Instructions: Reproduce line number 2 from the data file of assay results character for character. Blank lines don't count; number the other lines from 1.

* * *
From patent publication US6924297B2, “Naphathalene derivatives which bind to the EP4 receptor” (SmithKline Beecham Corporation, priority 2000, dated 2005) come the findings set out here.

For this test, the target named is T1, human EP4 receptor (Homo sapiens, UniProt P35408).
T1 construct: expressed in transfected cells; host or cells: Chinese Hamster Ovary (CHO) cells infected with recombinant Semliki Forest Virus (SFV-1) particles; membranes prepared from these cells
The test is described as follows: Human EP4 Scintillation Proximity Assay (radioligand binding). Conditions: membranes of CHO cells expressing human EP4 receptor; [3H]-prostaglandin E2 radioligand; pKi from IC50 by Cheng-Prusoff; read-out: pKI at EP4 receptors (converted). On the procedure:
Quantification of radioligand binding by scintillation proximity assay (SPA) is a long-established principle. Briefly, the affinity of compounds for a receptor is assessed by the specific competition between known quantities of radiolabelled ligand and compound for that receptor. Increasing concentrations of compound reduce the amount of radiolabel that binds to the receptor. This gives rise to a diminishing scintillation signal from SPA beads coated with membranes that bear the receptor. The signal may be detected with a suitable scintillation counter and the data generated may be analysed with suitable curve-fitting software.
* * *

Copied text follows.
For this test, the target named is T1, human EP4 receptor (Homo sapiens, UniProt P35408).